A slew of projects have brought thousands of new multifamily units to the Austin market over the last several years. While supply is up, rents have stabilized—but slowed demand and fewer projects to be expected in the construction pipeline could potentially impact that.

Two-minute impact

Jordan Brooks, a senior market analyst with national and local apartment data collector ALN Apartment Data, said Austin’s multifamily unit supply is set to remain high through at least 2024.

Austin ranks eighth in the country for cities with the most new units under construction. As of September in Austin, there were:
  • 63,882 units under preconstruction
  • 41,071 units under construction
  • 10,124 units under lease-up, or being filled
  • 17,364 units under construction/lease-up
Still, demand hasn’t quite kept up with supply this year, according to data from ALN. As of September, there were almost 20,000 more multifamily units delivered than absorbed, or leased.

As projects started between 2021-24 reach completion and introduce a high supply of housing to the market, Brooks said there will likely be a reduction in construction activity by 2025 or 2026.

While recent construction deliveries have helped ease rent prices over the last few years, Brooks said it’s also hard to predict how prices will pan out in the coming years due to demand.

“We’re in this period right now of kind of prolonged stubbornly low apartment demand,” Brooks said. “There’s so much up in the air right now in terms of the economy, but certainly over the next six or nine months it’s hard to see how occupancies are going to bounce back in a positive direction. If that doesn’t happen, then it’s hard to see how rent growth would really reverse course either.”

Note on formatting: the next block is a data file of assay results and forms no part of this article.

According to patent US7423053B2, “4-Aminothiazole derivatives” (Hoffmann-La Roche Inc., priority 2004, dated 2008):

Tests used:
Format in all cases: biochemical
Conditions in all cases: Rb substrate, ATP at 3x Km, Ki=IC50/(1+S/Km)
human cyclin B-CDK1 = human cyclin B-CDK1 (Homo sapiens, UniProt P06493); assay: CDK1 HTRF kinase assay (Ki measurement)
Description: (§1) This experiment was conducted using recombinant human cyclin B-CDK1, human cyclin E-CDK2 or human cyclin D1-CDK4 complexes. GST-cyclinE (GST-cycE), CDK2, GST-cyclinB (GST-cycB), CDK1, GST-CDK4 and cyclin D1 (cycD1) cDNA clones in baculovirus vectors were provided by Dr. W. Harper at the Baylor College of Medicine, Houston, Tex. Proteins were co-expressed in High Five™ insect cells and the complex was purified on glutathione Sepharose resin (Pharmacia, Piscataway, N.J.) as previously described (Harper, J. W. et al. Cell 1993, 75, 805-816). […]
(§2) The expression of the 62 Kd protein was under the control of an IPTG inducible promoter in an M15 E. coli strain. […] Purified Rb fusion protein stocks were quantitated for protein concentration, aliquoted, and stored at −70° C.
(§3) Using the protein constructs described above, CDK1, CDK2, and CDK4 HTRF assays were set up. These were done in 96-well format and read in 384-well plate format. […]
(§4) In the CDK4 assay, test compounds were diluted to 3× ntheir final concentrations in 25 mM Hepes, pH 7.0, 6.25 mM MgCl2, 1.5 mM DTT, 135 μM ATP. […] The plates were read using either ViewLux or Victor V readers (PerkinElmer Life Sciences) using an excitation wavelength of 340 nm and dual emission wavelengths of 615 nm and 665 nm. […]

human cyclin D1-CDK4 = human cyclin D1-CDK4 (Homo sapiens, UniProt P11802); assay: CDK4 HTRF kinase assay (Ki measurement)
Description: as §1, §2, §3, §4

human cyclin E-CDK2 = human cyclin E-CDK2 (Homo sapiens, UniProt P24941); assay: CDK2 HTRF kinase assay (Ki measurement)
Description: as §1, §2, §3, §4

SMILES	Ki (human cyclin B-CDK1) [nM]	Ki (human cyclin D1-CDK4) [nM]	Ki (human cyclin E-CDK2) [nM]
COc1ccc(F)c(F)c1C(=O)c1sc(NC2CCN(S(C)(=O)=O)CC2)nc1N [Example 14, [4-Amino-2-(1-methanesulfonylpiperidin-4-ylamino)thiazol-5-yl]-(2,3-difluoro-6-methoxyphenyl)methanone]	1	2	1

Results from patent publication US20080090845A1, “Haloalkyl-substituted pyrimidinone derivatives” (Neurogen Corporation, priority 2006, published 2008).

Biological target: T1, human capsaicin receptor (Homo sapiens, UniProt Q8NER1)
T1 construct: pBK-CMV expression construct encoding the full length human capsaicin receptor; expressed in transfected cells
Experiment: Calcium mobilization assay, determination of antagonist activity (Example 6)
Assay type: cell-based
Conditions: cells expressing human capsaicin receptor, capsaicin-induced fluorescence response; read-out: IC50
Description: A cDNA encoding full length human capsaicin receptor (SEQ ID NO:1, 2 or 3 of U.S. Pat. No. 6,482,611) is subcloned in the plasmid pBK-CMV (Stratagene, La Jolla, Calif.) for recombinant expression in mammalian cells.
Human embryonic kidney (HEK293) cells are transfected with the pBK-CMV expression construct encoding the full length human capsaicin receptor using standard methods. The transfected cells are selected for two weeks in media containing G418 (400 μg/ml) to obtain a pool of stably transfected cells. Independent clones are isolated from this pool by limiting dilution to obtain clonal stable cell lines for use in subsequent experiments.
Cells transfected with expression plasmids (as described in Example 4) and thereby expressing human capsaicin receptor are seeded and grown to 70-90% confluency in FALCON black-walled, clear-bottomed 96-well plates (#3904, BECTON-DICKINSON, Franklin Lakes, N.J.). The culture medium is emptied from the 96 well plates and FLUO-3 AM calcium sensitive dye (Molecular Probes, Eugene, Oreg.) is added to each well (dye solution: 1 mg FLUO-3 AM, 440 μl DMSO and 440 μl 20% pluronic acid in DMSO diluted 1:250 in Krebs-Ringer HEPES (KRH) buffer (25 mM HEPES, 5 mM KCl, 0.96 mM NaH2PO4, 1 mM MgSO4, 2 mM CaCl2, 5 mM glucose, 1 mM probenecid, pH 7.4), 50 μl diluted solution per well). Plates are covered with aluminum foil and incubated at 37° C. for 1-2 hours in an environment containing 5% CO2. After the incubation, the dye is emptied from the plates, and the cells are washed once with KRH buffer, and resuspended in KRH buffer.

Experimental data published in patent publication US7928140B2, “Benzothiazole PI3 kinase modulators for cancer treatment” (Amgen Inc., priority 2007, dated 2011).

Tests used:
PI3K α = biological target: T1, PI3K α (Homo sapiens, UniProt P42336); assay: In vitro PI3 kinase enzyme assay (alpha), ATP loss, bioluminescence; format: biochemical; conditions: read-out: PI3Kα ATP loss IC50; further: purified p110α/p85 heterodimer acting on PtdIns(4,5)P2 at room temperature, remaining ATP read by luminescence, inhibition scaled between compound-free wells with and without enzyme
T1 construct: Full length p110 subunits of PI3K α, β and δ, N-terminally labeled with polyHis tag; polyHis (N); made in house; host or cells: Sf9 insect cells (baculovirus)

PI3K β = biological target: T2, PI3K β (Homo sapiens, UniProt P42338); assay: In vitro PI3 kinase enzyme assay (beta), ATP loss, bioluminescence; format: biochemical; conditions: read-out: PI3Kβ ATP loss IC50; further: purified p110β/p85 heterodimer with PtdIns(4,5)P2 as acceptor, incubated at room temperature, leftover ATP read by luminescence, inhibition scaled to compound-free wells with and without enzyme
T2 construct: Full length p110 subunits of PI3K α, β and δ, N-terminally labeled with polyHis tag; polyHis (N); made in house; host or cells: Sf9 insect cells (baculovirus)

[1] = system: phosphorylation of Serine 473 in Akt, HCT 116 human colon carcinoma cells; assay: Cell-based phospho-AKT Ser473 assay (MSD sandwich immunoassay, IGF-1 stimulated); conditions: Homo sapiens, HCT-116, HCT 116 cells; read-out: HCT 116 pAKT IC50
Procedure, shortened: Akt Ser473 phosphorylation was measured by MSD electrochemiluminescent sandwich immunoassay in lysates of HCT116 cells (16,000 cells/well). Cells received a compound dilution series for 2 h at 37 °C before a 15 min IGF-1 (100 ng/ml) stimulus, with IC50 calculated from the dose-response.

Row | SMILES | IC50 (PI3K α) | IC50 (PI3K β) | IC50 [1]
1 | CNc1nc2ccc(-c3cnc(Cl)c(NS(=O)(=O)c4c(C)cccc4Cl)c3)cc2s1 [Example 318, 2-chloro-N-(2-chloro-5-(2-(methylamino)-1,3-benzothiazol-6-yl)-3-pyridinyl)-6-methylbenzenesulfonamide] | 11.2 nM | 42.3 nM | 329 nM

How we got here

Brooks said between 2010-15, Austin was “well above” the national rent growth average. During that time, the average number of new multifamily units brought to the market was around 5,000. There have already been over 15,000 units delivered so far this year.

While Austin continues to be a “strong migration city” with a “robust, diversified job market,” the demand has still slowed. There are about 36,000 vacant multifamily units in the Austin metro area, a number Brooks said could rise in the coming months as the demand is usually lower during winter and spring.

“I think a decent rebound in demand would be in spring 2024, but that’s going to depend on what the state of the economy is at that time,” Brooks said. “What’s the state of the labor market? What has the impact been of the student loan payments restarting, which will have been going for a few months at that time?”

Fewer projects in the pipeline could also be a result of lowered demand.

“It’s hard to say that [builders] won’t start responding as they see rents flatten out,” said Adam Perdue, a research economist at the Texas Real Estate Research Center. “[Prices] are still higher than we expected them to be in 2019, and so that’s still some incentive to continue to build apartments, which is being pushed back with the high interest costs right now.”

What’s next?

For now, Brooks said there is still a “very active construction pipeline” through 2025, something that will continue to play a role in the coming years even as new construction begins to dwindle. As such, it will be a few years before residents are likely to feel any effects on rent.

“The [construction] starts in 2024 and 2025 are going to be coming into the market in 2025, 2026 or early 2027,” Brooks said. “Then, it takes another almost year and a half on average to lease those properties up. ... You’re going to have this whole period where delivery might slow down in a few years, but you’re still absorbing all of the units from the last five years that have come in. I think that the current scale of the construction pipeline is sufficient to keep significant pressure off of rent until at least 2024.”

Perdue added while a slower pace of construction starts is to be expected as rents stabilize, it’s hard to tell what that will mean for future prices.

“We still have a lot of under-construction units, which are definitely—as those are delivering—helping to ease rent,” Perdue said. “In real estate, you can sometimes see what appears to be these booms and busts that have rents going in the opposite direction, but to me, that’s not actually incredibly apparent in the data yet.”